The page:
Talking pumpkins with Webb Ranch’s Deano Lovecchio
The soft opening of the annual Webb Ranch Pumpkin Patch on September 13 answered more than one need. In addition to picking out pumpkins for carving and adorning front porches, patrons can purchase Ranch tomatoes and corn at the produce stand, which didn’t open for its usual summer-to-fall run last May.
“Yes, I’m seeing a lot of familiar faces,” said Deano Lovecchio, before we headed out to the pumpkin fields. “Our arrangement selling corn and other ranch-grown products at Bianchini’s has worked well for us, but we miss the face-to-face visits.”
The Ranch grows about 30% of the pumpkins it sells at the produce stand. This year the acres planted with pumpkins expanded from six to 12.
With Deano, we looked at the progress of the Howdens, known for their deep orange color and sturdy, curved tops. The Big Papas and the Polar Bears, which are white, weren’t quite ready for picking but will eventually weigh in around 30 pounds.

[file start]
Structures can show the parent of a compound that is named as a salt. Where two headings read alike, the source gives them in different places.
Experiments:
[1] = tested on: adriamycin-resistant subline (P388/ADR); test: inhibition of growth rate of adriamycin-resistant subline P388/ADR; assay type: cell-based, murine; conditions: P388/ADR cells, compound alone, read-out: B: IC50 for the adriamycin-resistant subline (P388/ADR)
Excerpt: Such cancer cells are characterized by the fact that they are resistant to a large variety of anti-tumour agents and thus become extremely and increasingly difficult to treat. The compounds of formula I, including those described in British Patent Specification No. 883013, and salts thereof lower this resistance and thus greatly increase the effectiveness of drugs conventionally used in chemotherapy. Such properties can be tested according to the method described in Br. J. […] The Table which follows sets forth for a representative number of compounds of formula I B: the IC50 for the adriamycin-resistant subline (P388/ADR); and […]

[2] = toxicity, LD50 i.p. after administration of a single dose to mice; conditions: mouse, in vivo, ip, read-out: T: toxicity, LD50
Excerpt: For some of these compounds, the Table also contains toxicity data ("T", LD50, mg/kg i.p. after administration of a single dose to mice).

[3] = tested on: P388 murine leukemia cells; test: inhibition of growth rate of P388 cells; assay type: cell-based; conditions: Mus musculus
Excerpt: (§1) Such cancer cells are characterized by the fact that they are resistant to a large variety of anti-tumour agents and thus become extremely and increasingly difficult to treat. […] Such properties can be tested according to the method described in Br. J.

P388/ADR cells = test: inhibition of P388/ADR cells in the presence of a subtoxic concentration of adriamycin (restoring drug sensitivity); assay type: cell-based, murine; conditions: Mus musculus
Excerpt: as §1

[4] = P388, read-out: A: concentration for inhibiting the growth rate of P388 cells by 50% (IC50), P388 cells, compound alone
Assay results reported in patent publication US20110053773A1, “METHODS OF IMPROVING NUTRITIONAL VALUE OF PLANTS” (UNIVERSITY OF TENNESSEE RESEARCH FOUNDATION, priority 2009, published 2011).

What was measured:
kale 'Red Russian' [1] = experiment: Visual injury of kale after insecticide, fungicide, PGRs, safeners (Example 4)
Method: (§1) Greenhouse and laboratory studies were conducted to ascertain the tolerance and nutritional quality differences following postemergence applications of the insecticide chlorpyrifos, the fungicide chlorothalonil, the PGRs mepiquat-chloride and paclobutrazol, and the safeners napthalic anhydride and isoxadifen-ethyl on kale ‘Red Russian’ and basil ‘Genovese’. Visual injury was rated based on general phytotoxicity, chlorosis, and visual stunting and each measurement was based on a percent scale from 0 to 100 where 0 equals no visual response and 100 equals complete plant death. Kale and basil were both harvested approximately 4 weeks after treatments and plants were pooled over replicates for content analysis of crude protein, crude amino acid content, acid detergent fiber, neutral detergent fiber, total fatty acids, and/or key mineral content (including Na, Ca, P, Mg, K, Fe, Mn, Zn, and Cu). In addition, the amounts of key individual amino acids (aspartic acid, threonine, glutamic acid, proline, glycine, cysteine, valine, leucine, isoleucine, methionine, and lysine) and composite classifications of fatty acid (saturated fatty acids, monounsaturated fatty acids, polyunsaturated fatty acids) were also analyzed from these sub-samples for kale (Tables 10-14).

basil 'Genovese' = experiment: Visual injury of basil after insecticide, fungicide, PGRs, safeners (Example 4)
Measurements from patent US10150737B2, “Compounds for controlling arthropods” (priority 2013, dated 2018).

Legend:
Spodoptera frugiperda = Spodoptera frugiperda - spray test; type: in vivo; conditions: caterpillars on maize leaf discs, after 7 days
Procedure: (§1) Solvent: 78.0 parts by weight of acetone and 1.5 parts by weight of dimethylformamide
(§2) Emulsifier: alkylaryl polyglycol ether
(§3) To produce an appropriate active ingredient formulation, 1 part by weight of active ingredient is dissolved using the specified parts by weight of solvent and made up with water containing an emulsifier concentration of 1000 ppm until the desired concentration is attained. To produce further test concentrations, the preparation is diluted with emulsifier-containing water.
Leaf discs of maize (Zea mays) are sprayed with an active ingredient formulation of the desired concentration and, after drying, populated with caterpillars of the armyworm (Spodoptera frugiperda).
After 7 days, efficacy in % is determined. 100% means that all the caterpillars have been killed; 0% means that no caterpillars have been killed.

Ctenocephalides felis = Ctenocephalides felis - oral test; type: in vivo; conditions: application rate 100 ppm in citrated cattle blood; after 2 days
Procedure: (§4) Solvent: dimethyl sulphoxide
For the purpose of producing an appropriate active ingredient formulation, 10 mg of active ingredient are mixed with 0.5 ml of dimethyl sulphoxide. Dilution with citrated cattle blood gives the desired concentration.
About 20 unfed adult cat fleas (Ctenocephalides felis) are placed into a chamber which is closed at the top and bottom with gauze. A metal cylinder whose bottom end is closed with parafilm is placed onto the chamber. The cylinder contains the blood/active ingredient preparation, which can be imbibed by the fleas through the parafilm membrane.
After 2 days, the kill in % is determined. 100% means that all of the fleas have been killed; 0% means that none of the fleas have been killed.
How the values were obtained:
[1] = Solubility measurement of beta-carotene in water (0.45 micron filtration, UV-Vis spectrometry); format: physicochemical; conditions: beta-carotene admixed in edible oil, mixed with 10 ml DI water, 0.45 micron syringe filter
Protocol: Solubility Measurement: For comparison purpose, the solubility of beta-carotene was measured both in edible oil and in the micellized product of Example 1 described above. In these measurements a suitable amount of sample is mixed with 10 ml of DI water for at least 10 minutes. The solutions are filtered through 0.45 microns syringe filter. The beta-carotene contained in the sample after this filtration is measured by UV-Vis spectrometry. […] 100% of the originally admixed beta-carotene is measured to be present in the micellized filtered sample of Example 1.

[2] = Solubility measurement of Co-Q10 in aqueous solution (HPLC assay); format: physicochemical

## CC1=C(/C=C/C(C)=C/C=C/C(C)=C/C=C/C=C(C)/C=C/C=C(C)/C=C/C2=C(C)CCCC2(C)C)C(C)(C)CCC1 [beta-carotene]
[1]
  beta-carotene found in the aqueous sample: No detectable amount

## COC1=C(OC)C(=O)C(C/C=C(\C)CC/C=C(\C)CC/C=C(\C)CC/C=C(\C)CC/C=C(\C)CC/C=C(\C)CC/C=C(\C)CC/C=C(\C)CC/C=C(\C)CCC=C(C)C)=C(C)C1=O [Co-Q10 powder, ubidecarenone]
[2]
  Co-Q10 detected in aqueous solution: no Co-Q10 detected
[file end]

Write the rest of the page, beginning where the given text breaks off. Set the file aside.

As for minis he said the Ranch seems to have ideal soil for growing ghost pumpkins. “I wish I could take credit for them but they just seem to thrive here on their own and are particularly white,” he explained.
The Webb Ranch produce stand — located on Alpine Road at 280 — well stock pumpkins as they ripen. According to Deano, full operations, including haunted house, hay, train and pony rides, jumpy house and face painting, will be in place by last weekend of September.